Is Religion Good for Kids?

In the opening montage of “Religion,” an episode on Aziz Ansari’s TV series Master of None, we see kids protesting miserably as their parents usher them off to church, synagogue, temple, and some kind of Scientology processing ceremony. They don’t want to go; they would much rather stay home. But their parents, it seems, believe they’re acting out of moral necessity: To introduce your children to religion, after all, is to give them a kind of road map to the art of being good.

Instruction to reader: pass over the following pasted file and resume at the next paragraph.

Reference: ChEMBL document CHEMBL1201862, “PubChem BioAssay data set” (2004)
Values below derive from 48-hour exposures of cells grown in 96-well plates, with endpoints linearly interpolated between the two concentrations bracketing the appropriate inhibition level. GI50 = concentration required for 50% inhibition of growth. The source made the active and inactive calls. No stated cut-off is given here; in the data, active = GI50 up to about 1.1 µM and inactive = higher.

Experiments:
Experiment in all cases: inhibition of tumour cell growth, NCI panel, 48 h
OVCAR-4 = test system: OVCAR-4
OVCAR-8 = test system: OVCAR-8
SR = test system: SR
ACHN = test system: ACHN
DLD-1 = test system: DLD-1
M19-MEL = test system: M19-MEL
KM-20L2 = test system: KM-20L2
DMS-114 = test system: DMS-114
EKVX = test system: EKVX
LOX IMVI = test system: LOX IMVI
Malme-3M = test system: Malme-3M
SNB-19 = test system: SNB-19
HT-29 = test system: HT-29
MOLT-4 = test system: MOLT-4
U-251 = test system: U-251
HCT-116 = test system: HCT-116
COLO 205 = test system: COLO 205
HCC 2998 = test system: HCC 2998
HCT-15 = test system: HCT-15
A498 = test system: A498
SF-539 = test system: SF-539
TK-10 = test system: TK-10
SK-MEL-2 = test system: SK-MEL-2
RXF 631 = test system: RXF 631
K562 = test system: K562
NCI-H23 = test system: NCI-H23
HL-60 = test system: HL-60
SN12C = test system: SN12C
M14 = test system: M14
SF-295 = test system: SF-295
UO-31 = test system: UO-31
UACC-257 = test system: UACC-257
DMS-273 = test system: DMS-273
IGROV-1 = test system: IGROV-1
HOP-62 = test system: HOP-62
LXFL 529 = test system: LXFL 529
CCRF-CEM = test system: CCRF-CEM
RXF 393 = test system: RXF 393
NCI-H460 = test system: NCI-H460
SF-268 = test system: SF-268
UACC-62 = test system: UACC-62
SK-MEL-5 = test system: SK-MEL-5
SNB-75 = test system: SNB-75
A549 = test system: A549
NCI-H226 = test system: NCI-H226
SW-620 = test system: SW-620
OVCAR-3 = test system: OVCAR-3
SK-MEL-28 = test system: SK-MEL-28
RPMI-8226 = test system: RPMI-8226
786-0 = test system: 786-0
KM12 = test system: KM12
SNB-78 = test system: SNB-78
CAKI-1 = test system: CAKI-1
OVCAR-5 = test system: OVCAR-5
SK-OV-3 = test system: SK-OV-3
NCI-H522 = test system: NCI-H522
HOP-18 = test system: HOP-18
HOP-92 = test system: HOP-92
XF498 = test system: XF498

Many parents assume that raising kids with some measure of religion is the best way to teach children how to behave ethically—both when they’re young and as they grow into adults. At the same time, in some societies, the role of religion has diminished, and people are becoming increasingly secular. Worldwide, the total number of religiously unaffiliated people (which includes atheists, agnostics and those who do not identify with any religion in particular) is expected to rise from 1.17 billion in 2015 to 1.20 billion in 2060. In the US, about a quarter of the population identifies as religiously unaffiliated today—up from 16% in 2007. In the United Kingdom, in 2017, 53% of adults described themselves as having no religious affiliation.

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